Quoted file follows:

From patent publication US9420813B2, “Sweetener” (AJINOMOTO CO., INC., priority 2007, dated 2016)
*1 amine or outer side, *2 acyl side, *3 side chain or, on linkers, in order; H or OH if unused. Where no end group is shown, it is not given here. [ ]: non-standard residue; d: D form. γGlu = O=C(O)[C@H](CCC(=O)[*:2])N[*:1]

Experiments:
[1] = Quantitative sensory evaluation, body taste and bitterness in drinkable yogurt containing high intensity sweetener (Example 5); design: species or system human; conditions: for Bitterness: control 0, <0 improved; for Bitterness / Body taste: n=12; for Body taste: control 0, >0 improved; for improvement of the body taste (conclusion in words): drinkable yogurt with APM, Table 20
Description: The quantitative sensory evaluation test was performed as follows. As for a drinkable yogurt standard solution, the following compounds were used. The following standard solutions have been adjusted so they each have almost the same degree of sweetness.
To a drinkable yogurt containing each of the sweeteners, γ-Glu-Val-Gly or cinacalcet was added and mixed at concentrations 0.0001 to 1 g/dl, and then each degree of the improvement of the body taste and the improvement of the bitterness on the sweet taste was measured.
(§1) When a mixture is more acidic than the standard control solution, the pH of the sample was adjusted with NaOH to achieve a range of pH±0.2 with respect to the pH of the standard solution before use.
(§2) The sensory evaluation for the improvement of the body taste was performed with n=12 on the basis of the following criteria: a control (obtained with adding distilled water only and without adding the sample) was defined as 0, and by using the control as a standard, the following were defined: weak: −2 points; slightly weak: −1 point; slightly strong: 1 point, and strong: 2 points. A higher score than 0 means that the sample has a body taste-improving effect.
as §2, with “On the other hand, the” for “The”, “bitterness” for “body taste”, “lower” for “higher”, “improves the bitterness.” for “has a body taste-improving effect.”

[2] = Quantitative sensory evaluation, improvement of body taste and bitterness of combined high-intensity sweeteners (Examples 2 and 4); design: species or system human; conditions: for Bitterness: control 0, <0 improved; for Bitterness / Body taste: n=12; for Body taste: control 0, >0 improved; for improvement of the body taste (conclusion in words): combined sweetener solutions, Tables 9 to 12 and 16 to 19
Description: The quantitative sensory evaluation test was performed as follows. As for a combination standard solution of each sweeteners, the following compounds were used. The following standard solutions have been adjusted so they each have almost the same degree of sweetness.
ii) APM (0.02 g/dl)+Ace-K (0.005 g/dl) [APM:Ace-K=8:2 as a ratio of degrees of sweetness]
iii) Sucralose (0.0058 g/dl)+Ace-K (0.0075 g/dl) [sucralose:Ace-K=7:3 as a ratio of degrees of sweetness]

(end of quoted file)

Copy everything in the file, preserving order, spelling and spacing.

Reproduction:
From patent publication US9420813B2, “Sweetener” (AJINOMOTO CO., INC., priority 2007, dated 2016)
*1 amine or outer side, *2 acyl side, *3 side chain or, on linkers, in order; H or OH if unused. Where no end group is shown, it is not given here. [ ]: non-standard residue; d: D form. γGlu = O=C(O)[C@H](CCC(=O)[*:2])N[*:1]

Experiments:
[1] = Quantitative sensory evaluation, body taste and bitterness in drinkable yogurt containing high intensity sweetener (Example 5); design: species or system human; conditions: for Bitterness: control 0, <0 improved; for Bitterness / Body taste: n=12; for Body taste: control 0, >0 improved; for improvement of the body taste (conclusion in words): drinkable yogurt with APM, Table 20
Description: The quantitative sensory evaluation test was performed as follows. As for a drinkable yogurt standard solution, the following compounds were used. The following standard solutions have been adjusted so they each have almost the same degree of sweetness.
To a drinkable yogurt containing each of the sweeteners, γ-Glu-Val-Gly or cinacalcet was added and mixed at concentrations 0.0001 to 1 g/dl, and then each degree of the improvement of the body taste and the improvement of the bitterness on the sweet taste was measured.
(§1) When a mixture is more acidic than the standard control solution, the pH of the sample was adjusted with NaOH to achieve a range of pH±0.2 with respect to the pH of the standard solution before use.
(§2) The sensory evaluation for the improvement of the body taste was performed with n=12 on the basis of the following criteria: a control (obtained with adding distilled water only and without adding the sample) was defined as 0, and by using the control as a standard, the following were defined: weak: −2 points; slightly weak: −1 point; slightly strong: 1 point, and strong: 2 points. A higher score than 0 means that the sample has a body taste-improving effect.
as §2, with “On the other hand, the” for “The”, “bitterness” for “body taste”, “lower” for “higher”, “improves the bitterness.” for “has a body taste-improving effect.”

[2] = Quantitative sensory evaluation, improvement of body taste and bitterness of combined high-intensity sweeteners (Examples 2 and 4); design: species or system human; conditions: for Bitterness: control 0, <0 improved; for Bitterness / Body taste: n=12; for Body taste: control 0, >0 improved; for improvement of the body taste (conclusion in words): combined sweetener solutions, Tables 9 to 12 and 16 to 19
Description: The quantitative sensory evaluation test was performed as follows. As for a combination standard solution of each sweeteners, the following compounds were used. The following standard solutions have been adjusted so they each have almost the same degree of sweetness.
ii) APM (0.02 g/dl)+Ace-K (0.005 g/dl) [APM:Ace-K=8:2 as a ratio of degrees of sweetness]
iii) Sucralose (0.0058 g/dl)+Ace-K (0.0075 g/dl) [sucralose:Ace-K=7:3 as a ratio of degrees of sweetness]